Looking across all subjects, if these grades were given out this summer then we would see the share of grade 9s increase from 4.8% of all grades awarded to 6.3%. The share of results receiving a grade 7 or above would increase from 23.4% of all grades to 28.2%, while the share of results receiving a grade 4 or above would increase from 72.8% to 80.7%.

The upshot

What should we make of this?

Well, first of all it’s worth saying again that we don’t know that these will be the results that schools will have been submitted to the exam boards.

The precise reason that schools submitted data to FFT’s statistical moderation service was to seek some assistance in determining what grades to set. Many will have used the reports that they received to tweak the grades they were proposing before they are submitted to the exam boards.

That said, around 1,000 schools submitted data to FFT two or more times. On average, there was some change in the grades proposed between these different iterations, but in most subjects the impact was relatively small: a reduction in average grade of 0.1 of a grade.

That suggests that the proposed grades submitted to the exam boards will still have been above those awarded last year.

Consequently, it seems likely that Ofqual and the exam boards will have to apply statistical moderation to the grades submitted by schools, bringing them down on average.

This will be a hugely complex task, the likes of which have never been done before. As well as proposed grades, schools were required to submit rank orderings of their pupils, and it seems likely that these will be used to shift some pupils down from one grade to the next.

Reflecting on the difficult task faced by schools

It’s worth taking a moment to consider the difficulty of the task that schools had, and think about why their proposed grades were higher than those awarded last year.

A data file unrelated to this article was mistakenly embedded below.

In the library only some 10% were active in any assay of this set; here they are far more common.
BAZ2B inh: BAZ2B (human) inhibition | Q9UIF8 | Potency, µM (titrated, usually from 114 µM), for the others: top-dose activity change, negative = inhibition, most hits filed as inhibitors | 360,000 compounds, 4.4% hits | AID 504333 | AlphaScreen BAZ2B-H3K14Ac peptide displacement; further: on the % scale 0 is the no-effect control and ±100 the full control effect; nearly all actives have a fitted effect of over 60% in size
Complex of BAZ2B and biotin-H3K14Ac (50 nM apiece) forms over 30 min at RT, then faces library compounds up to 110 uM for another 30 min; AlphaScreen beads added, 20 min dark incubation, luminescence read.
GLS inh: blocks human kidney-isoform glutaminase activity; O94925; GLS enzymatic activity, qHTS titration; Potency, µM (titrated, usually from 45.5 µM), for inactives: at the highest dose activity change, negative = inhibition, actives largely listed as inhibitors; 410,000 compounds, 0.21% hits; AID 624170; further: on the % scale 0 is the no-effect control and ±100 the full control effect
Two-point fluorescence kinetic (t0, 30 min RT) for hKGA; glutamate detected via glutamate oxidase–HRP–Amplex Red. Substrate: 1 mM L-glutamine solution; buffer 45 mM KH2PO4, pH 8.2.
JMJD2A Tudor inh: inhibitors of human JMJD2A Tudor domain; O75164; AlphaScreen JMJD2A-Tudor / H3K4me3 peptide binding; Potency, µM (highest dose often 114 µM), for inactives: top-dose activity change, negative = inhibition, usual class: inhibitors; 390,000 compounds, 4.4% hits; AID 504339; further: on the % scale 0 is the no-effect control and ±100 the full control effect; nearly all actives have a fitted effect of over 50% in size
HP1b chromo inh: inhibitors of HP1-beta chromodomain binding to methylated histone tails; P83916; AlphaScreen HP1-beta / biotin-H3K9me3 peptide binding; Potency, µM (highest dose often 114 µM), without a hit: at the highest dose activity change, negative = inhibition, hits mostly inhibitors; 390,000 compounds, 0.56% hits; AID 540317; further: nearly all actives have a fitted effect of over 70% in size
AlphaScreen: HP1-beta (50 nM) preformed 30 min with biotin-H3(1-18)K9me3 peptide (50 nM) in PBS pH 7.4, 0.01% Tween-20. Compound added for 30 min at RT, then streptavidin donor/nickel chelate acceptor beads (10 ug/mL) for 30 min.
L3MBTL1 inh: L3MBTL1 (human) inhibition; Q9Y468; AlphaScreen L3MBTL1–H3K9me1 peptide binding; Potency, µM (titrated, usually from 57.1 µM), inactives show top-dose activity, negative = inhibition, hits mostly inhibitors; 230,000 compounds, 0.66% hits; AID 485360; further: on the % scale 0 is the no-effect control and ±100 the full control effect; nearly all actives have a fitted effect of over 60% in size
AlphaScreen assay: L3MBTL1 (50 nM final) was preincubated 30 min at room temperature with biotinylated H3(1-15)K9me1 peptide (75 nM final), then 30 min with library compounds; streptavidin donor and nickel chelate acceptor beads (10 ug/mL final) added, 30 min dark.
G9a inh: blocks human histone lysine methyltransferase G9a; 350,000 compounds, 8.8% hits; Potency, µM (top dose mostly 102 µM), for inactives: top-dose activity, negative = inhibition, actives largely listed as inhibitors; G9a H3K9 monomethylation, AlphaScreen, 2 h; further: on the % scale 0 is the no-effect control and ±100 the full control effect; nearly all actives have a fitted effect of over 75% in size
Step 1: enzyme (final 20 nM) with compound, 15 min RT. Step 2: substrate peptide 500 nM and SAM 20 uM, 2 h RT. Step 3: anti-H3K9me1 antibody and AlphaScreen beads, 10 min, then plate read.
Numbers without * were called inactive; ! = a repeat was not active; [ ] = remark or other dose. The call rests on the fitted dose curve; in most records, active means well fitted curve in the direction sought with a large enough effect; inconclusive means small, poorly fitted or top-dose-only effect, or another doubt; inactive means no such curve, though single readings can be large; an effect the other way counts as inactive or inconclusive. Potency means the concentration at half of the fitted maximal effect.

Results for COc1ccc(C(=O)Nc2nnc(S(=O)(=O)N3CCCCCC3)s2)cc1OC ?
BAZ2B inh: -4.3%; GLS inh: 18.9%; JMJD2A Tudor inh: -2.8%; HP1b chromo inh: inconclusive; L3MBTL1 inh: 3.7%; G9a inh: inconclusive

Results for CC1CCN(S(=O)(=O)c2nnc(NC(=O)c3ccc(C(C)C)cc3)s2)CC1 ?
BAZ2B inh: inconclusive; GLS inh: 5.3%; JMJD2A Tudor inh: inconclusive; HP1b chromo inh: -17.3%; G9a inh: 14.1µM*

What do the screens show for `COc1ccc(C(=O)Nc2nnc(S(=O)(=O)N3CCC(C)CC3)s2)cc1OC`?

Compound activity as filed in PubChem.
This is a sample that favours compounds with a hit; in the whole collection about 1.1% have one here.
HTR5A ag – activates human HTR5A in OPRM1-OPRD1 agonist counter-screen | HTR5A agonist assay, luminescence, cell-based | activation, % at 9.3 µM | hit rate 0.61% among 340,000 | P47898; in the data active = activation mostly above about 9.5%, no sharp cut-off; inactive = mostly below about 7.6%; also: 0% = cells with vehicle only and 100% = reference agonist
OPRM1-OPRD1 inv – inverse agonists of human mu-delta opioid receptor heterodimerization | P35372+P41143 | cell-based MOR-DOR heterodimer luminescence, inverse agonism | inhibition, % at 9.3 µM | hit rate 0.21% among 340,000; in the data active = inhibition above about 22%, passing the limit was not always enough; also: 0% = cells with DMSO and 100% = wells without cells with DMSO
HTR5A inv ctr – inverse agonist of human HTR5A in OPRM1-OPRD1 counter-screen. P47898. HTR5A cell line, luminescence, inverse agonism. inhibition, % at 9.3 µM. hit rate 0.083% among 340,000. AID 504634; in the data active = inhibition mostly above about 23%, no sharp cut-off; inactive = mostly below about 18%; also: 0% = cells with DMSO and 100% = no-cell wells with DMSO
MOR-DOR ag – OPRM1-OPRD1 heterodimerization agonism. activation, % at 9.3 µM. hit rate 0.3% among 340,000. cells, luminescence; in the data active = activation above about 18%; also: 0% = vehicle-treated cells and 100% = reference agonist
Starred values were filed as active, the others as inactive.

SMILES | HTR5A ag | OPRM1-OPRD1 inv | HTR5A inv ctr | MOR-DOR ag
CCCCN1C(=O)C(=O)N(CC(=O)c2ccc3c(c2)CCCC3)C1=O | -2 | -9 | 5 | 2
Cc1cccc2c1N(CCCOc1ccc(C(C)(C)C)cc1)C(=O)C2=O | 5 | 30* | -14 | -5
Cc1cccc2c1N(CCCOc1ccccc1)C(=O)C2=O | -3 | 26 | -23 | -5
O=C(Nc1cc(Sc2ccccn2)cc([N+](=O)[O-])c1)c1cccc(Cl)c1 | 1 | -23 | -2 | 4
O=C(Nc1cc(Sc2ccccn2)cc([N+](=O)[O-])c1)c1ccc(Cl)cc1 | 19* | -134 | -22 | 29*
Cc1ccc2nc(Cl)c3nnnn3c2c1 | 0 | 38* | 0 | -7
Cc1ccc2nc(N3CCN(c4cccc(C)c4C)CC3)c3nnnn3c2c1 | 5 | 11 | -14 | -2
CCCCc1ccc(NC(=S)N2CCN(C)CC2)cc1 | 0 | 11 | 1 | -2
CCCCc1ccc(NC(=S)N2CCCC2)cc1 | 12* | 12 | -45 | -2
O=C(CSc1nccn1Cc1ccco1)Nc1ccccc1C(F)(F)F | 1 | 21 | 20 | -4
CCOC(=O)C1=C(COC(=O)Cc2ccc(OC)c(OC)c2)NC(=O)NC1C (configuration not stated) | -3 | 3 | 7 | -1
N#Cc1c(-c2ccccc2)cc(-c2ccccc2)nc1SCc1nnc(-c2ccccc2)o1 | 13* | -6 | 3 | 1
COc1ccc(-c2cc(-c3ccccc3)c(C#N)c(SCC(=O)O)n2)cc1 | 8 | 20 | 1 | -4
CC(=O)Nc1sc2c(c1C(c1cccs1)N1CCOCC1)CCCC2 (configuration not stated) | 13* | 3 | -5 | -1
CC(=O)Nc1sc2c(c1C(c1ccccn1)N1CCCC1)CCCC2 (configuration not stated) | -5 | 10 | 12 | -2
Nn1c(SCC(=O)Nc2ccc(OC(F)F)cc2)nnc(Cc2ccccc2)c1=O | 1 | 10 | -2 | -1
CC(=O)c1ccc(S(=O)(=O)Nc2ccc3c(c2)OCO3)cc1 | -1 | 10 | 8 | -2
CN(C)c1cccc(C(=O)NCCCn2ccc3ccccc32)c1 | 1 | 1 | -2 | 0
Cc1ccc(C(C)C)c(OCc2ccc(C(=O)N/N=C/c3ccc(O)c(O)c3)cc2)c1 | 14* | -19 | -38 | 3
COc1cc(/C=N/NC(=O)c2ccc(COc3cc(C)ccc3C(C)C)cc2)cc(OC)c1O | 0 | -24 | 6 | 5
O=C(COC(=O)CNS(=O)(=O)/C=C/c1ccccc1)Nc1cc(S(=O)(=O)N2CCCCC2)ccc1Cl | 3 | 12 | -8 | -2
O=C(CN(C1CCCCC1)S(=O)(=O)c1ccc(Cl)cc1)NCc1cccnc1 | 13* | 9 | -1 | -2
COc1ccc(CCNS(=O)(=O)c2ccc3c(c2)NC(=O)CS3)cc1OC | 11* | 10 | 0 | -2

First, in terms of difficulty, teachers were being asked to form an assessment of the level of attainment that each child had reached – taking into account evidence from a range of sources, but done at a time when schooling has been significantly disrupted.

Lest we forget, 9-1 grades for GCSEs also haven’t been around for that many years yet. In some subjects, teachers only have one year of past results to go on. All other things being equal, you would expect the second cohort of pupils taking a qualification to do a bit better than last year’s, as teachers have an extra year of experience under their belts. An approach called comparable outcomes is normally applied to exam results to account for this, but that won’t have been factored in to the proposed grades that schools have come up with.

It’s also much easier to distinguish between two pupils using marks from an exam. As a thought experiment, imagine two pupils thought to be on the 5/4 boundary who have produced a similar quality of work at school. It would be unfair for the teacher to give one a 5 and the other a 4 – but an exam would rule definitively on the matter, for better or worse.

All things said and done, then, schools have had an incredibly difficult task – albeit one matched in difficulty by that now facing the exam boards and Ofqual.

You can read more analysis of this data in two further posts – one looking at centre variability in results, and another looking at the severity of grading of different subjects.

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1. Only schools with more than 25 entries in a given subject in both 2019 and 2020 have been included in this analysis, and we’re only looking at subjects where there were 100 or more such schools. This leaves us with a total of 1,916 schools in the analysis.